November 2, 2023 [NC Newsline]- Mangum’s Store anchors a corner of Moriah and Mt. Harmony Church roads in rural Rougemont, where it sells a little bit of everything: groceries, gasoline, even sleds – which actually get some use in Person County because it lies above the “snow line” in central North Carolina.
Up the road, Sweet T Farm raises pork, poultry and beef on pasture. Just south, the Elderberry Co-housing Community is home, as resident Theresa Ahrens put it, “to 24 old people there who want to live peacefully and in harmony in this beautiful place.”
Now this small community could get a new neighbor: Dominion Energy, the main corporate actor behind the defunct Atlantic Coast Pipeline, plans to build the Moriah Energy Center, two 25-million-gallon liquified natural gas facilities on 485 acres in southeastern Person County, about two miles from the Durham and Granville county lines. The facility itself would require just 50 to 60 acres, but the additional space would serve as a safety buffer – and space for a possible expansion. Dominion spokesperson Persida Montanez told Newsline a second LNG operation could eventually be built onsite. “That’s the reason for the project – market demand.”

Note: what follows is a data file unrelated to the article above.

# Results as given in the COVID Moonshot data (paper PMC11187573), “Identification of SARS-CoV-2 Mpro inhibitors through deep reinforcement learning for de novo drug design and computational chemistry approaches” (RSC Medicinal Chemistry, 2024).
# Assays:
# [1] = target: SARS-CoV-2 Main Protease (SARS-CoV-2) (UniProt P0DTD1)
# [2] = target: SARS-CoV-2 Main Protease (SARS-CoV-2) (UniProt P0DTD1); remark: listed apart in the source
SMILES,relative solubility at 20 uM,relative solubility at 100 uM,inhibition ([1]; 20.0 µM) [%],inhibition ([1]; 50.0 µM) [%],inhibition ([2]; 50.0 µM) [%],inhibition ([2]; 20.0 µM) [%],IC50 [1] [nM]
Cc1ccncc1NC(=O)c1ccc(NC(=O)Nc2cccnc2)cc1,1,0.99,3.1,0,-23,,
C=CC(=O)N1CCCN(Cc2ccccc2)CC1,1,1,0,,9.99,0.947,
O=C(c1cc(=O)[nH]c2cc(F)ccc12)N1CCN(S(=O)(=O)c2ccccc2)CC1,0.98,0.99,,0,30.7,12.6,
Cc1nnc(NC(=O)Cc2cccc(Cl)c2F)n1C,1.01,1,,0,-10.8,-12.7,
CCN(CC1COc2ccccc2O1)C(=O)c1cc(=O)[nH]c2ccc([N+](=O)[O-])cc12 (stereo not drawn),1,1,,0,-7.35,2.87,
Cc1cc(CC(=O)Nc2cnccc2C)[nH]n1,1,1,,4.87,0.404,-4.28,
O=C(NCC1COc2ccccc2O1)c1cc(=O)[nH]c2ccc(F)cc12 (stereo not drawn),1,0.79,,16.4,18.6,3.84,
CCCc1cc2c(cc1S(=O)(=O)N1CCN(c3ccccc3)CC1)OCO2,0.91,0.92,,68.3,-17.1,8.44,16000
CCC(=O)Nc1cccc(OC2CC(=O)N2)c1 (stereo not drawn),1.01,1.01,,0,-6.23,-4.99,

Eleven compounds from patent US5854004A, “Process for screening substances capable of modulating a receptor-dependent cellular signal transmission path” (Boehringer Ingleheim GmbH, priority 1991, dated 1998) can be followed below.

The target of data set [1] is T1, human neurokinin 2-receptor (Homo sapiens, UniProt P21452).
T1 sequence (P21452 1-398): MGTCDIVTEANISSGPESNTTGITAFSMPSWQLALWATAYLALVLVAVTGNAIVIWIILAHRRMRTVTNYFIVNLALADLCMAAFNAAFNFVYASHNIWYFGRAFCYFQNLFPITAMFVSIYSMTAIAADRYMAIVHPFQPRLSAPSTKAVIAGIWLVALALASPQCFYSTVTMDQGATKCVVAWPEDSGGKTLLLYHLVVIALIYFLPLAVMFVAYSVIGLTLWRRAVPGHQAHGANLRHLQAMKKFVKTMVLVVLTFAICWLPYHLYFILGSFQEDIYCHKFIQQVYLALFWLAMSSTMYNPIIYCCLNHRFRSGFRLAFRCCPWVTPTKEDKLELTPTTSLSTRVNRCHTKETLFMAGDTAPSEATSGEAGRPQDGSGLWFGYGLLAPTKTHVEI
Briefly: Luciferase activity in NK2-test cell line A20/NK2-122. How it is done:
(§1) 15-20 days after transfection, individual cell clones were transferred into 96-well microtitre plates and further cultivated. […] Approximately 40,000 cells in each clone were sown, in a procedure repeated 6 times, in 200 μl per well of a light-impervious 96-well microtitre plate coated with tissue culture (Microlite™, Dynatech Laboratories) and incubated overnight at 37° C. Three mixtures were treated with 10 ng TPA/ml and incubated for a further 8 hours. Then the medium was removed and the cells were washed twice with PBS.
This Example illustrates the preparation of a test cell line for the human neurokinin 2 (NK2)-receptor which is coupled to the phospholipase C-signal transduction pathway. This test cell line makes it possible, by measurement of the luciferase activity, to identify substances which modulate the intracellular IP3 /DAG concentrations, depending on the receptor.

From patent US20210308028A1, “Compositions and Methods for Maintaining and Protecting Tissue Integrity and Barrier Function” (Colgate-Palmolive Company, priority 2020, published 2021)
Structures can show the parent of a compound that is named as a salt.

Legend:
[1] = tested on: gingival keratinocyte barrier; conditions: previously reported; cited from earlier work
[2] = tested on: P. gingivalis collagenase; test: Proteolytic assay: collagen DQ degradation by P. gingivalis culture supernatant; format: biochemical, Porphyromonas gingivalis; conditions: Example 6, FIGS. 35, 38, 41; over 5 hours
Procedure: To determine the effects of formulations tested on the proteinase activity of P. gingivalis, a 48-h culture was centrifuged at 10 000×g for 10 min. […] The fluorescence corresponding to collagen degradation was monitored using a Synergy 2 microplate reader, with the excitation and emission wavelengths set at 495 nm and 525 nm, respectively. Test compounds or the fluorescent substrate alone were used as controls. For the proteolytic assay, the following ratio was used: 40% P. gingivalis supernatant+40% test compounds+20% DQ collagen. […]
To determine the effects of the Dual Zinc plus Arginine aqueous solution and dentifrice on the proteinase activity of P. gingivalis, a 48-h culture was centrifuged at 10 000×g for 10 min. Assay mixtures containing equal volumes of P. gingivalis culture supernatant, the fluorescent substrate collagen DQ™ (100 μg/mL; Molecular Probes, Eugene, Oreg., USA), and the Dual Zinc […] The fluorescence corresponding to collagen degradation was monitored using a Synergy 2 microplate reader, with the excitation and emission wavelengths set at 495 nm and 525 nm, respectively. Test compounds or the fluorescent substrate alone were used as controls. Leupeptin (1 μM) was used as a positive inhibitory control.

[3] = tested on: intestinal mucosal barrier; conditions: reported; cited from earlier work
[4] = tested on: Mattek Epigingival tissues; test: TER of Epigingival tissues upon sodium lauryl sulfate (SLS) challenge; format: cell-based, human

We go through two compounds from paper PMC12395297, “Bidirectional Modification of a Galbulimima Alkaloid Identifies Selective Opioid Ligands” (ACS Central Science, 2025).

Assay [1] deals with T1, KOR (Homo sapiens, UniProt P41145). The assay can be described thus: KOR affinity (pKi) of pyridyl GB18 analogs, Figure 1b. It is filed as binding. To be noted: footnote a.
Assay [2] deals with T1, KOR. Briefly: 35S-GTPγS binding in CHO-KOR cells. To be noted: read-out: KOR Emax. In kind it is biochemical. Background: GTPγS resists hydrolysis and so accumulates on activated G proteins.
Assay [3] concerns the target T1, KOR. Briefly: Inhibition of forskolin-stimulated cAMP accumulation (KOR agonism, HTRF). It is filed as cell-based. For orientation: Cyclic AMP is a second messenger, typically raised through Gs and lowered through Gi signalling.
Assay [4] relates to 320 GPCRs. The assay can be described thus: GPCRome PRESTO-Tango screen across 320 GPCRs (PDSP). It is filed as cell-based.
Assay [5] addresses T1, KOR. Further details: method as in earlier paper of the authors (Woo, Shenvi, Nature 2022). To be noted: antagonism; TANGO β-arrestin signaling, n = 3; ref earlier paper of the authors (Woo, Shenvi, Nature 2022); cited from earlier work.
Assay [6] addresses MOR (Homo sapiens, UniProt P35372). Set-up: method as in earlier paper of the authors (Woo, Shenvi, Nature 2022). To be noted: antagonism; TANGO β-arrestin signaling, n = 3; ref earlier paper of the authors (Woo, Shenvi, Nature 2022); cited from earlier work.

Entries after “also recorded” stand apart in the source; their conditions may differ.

That demand – spurred by a 2.8% increase in the number of Dominion customers in the Triangle – does not include Roxboro or Person County. The population in those two areas remained flat or declined slightly between 2010 and 2020, according to census data.
Natural gas is composed mostly of methane, a potent greenhouse gas and major driver of climate change. Globally, 2023 was the hottest year on record because of climate change, which also contributed to catastrophic flooding, droughts and wildfires worldwide.
Gas from fracking operations outside North Carolina would arrive at the Moriah Energy Center via either of two Dominion Energy transmission pipelines, which are fed by the Transco pipeline. (The Transco pipeline ships gas from fracking operations and runs through a dozen states between Texas and Pennsylvania.) Alternately, the LNG would be shipped to the Moriah Energy Center by tanker truck.
The gas would then be chilled to 260 degrees Fahrenheit below zero, and stored in the tank. At peak demand times, usually during the winter, the gas would be vaporized and re-injected into the pipeline system. It’s unknown how often that would occur, although it could be as few as eight days a year.
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